In fact it’s much rougher than it looks. When the rails were torn up along the rest of the trail, at least the sections I’ve been on, the ties were also removed and stacked off to the side.

From here to Quitaque Creek the rails were removed, but here I think the ties were left in place to start the slow process of melting back into the ground. That means under that thin covering of vegetation is a bone-rattling corduroy of ties and ballast. In some places I was able to ride off to the side where all I had to deal with was a few inches of thick, brittle vegetation, but because the rails were laid up on a raised berm that wasn't always possible.

I had it in my mind that South Plains was about the same size as Turkey, Quitaque, and Silver City, all surounding towns and all big enough for basic services. But to add insult to the injury of riding that last 4 miles of "trail", South Plains consists of nothing but a couple old grain terminals alongside the tracks, now serviced by truck, a few houses that have seen better days,


and across the highway from the trailhead, these two mismatched, self-service fuel pumps that make up the only retail business in sight. And believe me, up here on the South Plains you can see a long ways!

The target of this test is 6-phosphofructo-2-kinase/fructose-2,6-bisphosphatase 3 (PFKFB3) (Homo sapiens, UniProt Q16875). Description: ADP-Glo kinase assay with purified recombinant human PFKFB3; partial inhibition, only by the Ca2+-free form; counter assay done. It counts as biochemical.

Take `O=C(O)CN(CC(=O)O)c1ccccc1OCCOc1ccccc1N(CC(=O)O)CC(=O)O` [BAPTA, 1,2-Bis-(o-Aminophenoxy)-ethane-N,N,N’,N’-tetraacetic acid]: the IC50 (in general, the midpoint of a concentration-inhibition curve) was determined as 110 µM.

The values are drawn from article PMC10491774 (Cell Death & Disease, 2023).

Needless to say, no ice-cream, no iced drink, not even a tap with tepid water. . .

So I didn't linger in South Plains very long.



By the time I made it back to the bliss of nerve-rattling cinders and a downhill track of Quitaque Canyon I was in no mode for games when bovine #440 appeared in front of me.


The bitch didn’t seem inclined to move, but I didn’t give a shit and called her bluff.

It wasn’t until after I left her in my dust that I had visions of the headlines “Damn fool bike-rider gets stomped by enraged cow”



My advice for others wanting to ride this trail is to not bother with that last bit into South Plains but instead turn around there at the head end of the Quiteque Creek Canyon. You will save yourself 8 rough, round-trip miles of riding with nothing much at the end of it, and a pretty much unchanging view the whole way.

It’s easy to spot this point as the track goes around a sweeping curve, changing direction from northwest to southwest, just before crossing the last bridge on the line. The fact that you can suddenly look around and see forever in all directions is a clear indicator that you are now on the South Plains and it doesn’t get any better from here on. All the good stuff is back the other way.





2 comments:

  1. Fantastic ride I never got to do. Thanks for the great report.

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    Replies
    1. Maybe next time I'll have a bike that fits me better and it will go from a great ride to a fantastic one. Cooler weather would be nice too. . .